Original Research

Post‐discharge hospital utilization among adult medical inpatients with depressive symptoms




Little evidence exists to determine whether depression predicts hospital utilization following discharge among adult inpatients on a general medical service.


We aimed to determine whether a positive depression screen during hospitalization is significantly associated with an increased rate of returning for hospital services.


A secondary analysis was performed using data from 738 English‐speaking, hospitalized adults from the Project RED randomized controlled trial (clinicaltrials.gov Identifier: NCT00252057) conducted at an urban academic safety‐net hospital.


We used the nine‐item Patient Health Questionnaire (PHQ‐9) depression screening tool to identify patients with depressive symptoms. The primary endpoint was hospital utilization, defined as the number of emergency department (ED) visits plus readmissions within 30 days of discharge. Poisson regression was used to control for confounding variables.


Of the 738 subjects included in the analysis, 238 (32%) screened positive for depressive symptoms. The unadjusted hospital utilization within 30 days of discharge was 56 utilizations per 100 depressed patients compared with 30 utilizations per 100 non‐depressed patients, incident rate ratio (IRR) (confidence interval [CI]), 1.90 (1.51–2.40). After controlling for potential confounders, a higher rate of post‐discharge hospital utilization was observed in patients with depressive symptoms compared to patients without depressive symptoms (IRR [CI], 1.73 [1.27–2.36]).


A positive screen for depressive symptoms during an inpatient hospital stay is associated with an increased rate of readmission within 30 days of discharge in an urban, academic, safety‐net hospital population. Journal of Hospital Medicine 2010. © 2010 Society of Hospital Medicine.

Copyright © 2010 Society of Hospital Medicine

Fully 19% of Medicare patients are readmitted to the hospital within 30 days of discharge.1 This represents a large amount of potentially avoidable morbidity and cost. Indeed, projects to improve the discharge process and post‐hospital care have shown that as much as one‐third of hospital utilization in the month after discharge can be avoided.2 Consequently, the rate of early, unplanned hospital utilization after discharge has emerged as an important indicator of hospital quality and the Centers for Medicare and Medicaid Services (CMS) has proposed a policy to decrease payments to hospitals with high rates of early unplanned hospital utilization. Thus, there is great interest in identifying modifiable risk factors for rehospitalization that could be used to refine intervention models and lead to improvements in quality of care, patient outcomes, and cost savings.

To date, known predictors of readmission include: lower socioeconomic status,3 history of prior hospitalization4 and advanced age,5 length of stay greater than 7 days,6 a high burden of comorbid illnesses (based on Charlson score),7 poor social support,8 and specific diagnoses (eg, congestive heart failure, chronic obstructive pulmonary disease [COPD] and myocardial infarction).5, 9, 10 In addition, unplanned readmissions and emergency department (ED) visits have been linked to polypharmacy and adverse drug events related to treatment with medications such as warfarin, digoxin and narcotics.11, 12 Another characteristic that has also been linked to readmission is depression;13 however5 reports supporting this association are from studies of elderly patients or with patients who have specific diagnoses (eg, congestive heart failure [CHF], COPD, myocardial infarction).1416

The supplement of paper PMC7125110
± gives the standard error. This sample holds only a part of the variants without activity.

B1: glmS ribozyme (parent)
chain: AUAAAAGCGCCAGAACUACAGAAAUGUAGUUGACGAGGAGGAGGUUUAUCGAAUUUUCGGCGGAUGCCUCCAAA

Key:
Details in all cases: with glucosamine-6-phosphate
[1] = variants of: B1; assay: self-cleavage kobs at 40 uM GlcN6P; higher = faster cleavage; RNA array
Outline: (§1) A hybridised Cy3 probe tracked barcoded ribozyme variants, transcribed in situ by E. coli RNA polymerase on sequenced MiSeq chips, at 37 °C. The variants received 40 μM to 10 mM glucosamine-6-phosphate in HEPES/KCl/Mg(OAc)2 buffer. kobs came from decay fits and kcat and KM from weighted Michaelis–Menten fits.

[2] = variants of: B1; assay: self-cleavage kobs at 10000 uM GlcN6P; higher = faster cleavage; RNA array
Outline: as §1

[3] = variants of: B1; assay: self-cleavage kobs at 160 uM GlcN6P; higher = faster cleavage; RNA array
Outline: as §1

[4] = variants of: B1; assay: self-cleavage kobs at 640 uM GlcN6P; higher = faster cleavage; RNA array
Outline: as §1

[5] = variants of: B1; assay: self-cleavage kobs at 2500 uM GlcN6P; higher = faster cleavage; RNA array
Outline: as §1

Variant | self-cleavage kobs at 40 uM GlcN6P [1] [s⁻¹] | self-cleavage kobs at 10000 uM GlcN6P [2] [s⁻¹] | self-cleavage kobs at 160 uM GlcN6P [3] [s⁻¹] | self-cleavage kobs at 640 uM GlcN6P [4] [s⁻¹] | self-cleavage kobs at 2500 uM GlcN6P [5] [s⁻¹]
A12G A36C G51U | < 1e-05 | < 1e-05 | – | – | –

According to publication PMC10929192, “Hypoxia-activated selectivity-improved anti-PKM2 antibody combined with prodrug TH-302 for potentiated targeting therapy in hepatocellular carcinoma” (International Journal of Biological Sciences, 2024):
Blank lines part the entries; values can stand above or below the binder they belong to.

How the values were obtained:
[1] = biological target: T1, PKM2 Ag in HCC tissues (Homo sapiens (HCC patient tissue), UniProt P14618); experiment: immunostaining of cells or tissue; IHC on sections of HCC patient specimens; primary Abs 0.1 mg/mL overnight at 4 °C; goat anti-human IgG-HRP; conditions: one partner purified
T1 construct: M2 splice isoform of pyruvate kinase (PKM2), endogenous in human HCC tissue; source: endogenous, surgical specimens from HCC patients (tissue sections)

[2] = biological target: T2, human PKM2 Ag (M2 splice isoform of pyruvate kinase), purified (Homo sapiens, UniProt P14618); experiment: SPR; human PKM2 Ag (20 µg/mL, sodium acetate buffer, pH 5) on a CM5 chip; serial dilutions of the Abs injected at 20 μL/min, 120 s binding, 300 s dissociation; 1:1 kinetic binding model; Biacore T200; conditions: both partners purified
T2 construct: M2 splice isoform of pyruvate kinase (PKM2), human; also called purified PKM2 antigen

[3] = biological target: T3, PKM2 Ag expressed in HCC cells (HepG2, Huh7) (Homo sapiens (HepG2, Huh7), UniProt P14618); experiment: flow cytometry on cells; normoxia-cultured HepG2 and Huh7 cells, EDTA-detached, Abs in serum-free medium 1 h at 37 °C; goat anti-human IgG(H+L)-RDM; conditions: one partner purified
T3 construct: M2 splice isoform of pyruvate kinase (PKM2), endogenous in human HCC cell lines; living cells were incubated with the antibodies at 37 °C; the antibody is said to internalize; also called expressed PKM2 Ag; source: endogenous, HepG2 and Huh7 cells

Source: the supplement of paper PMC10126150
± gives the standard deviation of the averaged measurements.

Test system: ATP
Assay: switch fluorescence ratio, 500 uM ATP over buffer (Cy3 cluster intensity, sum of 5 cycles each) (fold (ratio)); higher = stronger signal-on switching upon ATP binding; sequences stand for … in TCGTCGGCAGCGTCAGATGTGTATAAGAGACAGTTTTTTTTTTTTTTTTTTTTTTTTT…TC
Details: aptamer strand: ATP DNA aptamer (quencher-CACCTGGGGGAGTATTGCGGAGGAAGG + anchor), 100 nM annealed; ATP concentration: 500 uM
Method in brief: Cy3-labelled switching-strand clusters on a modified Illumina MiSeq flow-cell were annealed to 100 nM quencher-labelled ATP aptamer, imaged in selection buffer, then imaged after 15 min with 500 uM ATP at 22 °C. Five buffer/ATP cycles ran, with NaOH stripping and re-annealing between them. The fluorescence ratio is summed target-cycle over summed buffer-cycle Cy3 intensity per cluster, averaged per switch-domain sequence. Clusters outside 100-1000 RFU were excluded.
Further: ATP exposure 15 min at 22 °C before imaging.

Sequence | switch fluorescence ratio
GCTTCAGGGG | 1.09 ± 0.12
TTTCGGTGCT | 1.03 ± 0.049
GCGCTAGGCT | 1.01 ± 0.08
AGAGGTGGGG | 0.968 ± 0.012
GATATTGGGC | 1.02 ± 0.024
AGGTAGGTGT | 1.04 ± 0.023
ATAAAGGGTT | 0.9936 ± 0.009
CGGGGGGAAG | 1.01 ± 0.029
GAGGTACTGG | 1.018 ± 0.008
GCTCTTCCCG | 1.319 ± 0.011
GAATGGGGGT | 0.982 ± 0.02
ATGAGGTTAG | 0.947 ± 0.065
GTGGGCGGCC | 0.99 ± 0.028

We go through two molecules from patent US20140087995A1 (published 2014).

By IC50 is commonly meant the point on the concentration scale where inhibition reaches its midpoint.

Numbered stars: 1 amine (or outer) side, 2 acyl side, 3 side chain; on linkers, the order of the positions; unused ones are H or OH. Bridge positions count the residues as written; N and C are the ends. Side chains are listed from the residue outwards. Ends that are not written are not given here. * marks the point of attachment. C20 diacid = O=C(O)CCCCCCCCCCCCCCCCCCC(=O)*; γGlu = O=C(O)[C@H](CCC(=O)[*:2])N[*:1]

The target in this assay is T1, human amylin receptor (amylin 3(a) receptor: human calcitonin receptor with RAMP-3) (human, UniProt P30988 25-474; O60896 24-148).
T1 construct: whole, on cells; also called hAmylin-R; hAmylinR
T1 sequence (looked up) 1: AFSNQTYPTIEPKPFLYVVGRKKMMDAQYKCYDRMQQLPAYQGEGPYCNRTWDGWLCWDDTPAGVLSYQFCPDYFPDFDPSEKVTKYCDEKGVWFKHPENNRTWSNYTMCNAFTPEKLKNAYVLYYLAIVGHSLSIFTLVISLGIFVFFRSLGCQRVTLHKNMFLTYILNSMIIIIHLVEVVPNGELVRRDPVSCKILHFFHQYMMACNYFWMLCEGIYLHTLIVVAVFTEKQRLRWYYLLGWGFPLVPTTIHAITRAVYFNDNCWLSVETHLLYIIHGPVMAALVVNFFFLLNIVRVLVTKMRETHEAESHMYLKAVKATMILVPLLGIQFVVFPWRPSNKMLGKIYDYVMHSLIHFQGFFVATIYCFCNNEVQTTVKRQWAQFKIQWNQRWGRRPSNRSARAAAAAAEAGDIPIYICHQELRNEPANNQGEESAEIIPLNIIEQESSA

Depression is common, affecting 13% to 16% of people in the US, and is recognized as an important risk factor for poor outcomes among patients with various chronic illnesses.1719 The mechanisms by which depression can be linked to health outcomes and health service utilization have been studied in age‐specific or disease‐specific cohorts such as cardiac patients or frail elders and include both physiologic factors such as hypercoagulability and hyperinflammatory conditions, as well as behavioral factors such as poor self‐care behaviors and heightened sensitivity to somatic symptoms. How these mechanisms link depression to health outcomes and hospital utilization in a general medical population is not clearly understood. Kartha et al.13 reported findings indicating that depression is a risk factor for rehospitalization in general medical inpatients, but the study sample was relatively small and the study design methodology significantly limited its generalizability.12 It would be useful to provide supporting evidence showing depression as an important risk factor for readmission in the general medical in‐patient population using more rigorous study methods and a larger cohort.

We hypothesized that depressive symptoms would be an independent risk factor for early unplanned hospital utilization after discharge for all medical patients. Therefore, we conducted a secondary analysis of the Project RED clinical trial dataset to assess the association between a positive depression screen during inpatient hospitalization and the rate of subsequent hospital utilization.


Data from the Project RED clinical trial were reviewed for inclusion in a secondary analysis. Complete data were available for 738 of the 749 subjects recruited for Project RED.

Project RED Setting and Participants